The election of judges does better uphold public trust in the judiciary. When judges are elected by the people, they have some what of a say in who will be bringing justice to their area. When judges are chosen, some shady politics could be involved and the people have less of a say.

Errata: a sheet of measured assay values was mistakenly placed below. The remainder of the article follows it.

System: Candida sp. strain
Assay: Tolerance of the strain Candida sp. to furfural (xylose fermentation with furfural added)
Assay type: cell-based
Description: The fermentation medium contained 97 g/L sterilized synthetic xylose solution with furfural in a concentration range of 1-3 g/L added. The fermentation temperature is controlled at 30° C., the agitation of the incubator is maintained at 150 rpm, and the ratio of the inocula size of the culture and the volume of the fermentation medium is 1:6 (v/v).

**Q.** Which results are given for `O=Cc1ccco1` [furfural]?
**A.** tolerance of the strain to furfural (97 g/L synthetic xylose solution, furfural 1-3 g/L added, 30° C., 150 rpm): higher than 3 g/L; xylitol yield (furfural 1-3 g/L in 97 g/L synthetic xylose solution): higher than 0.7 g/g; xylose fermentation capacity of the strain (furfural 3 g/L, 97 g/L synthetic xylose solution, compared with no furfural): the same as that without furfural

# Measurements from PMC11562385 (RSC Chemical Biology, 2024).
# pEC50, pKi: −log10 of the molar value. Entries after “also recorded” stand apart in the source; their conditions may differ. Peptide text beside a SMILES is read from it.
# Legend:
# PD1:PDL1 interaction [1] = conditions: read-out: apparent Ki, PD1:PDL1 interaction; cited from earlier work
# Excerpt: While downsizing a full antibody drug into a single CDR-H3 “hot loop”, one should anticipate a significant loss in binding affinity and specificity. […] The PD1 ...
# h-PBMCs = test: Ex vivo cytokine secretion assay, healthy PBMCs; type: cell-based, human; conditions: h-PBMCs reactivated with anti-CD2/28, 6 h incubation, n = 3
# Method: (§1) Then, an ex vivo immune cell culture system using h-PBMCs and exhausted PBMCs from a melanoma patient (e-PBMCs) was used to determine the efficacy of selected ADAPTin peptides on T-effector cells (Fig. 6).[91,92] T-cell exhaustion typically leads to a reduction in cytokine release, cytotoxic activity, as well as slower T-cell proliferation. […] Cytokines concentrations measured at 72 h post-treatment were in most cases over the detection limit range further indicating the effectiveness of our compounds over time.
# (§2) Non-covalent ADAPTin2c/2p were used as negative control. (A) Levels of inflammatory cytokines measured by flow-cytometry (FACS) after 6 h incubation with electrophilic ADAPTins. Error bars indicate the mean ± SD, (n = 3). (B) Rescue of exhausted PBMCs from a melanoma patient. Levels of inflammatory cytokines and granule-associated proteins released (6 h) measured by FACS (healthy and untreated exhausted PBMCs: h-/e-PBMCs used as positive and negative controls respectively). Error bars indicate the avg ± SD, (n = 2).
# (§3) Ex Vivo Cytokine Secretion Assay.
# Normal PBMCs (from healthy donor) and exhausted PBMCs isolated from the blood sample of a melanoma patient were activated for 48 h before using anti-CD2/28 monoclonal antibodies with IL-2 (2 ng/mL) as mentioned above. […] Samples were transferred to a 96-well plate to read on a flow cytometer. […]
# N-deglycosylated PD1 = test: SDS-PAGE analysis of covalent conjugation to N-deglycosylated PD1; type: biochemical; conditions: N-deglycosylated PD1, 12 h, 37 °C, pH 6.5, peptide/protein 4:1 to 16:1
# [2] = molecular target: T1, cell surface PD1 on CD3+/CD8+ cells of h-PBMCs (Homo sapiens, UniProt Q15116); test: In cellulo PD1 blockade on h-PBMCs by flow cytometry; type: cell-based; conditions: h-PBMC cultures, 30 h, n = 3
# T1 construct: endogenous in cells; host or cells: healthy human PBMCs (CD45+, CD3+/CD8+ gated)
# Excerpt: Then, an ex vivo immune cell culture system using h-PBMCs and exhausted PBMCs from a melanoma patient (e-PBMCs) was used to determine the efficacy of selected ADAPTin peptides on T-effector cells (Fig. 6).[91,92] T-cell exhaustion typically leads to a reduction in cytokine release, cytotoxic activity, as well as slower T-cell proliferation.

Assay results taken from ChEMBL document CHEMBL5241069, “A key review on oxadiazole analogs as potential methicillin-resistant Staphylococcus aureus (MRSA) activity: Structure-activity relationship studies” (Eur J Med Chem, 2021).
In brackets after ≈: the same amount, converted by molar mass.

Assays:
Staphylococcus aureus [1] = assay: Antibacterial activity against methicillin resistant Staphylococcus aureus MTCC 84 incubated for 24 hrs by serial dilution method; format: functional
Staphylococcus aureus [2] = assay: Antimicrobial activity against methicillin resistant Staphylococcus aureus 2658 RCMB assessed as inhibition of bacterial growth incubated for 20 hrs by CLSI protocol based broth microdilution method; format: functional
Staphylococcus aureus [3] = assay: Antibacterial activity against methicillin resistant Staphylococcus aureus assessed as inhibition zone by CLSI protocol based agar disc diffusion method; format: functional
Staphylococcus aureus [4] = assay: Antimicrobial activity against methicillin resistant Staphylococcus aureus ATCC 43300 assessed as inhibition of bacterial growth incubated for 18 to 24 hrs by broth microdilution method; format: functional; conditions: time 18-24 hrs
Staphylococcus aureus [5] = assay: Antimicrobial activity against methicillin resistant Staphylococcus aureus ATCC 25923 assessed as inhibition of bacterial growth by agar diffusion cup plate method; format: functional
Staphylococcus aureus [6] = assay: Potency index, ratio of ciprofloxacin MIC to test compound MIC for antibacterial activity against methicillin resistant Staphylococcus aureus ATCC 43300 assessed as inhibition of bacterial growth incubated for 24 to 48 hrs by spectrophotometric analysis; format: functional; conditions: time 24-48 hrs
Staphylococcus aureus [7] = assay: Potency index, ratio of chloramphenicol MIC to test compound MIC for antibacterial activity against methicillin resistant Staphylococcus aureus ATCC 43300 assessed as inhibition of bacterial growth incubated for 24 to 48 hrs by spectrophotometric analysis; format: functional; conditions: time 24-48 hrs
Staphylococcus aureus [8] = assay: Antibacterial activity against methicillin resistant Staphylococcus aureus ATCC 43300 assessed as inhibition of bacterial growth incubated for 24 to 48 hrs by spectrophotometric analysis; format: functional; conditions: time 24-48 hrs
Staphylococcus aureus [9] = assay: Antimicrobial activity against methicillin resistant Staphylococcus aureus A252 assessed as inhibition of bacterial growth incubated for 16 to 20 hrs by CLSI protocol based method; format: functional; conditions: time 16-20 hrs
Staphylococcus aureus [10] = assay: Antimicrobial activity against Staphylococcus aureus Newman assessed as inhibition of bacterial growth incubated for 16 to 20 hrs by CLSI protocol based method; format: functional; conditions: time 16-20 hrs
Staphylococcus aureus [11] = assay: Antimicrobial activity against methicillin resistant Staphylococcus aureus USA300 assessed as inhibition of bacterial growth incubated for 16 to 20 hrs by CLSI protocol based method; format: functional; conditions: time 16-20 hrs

Public trust in the judiciary is best served by judges who are seen to be impartial and competent. The election process favors judges who are beholden to one political party, and makes it difficult for judges to remain impartial and stay out of the political fray. The election process also favors judges who have political connections rather than the most competent and experienced judges. For these reasons, appointed judges are more likely to retain the trust of the public.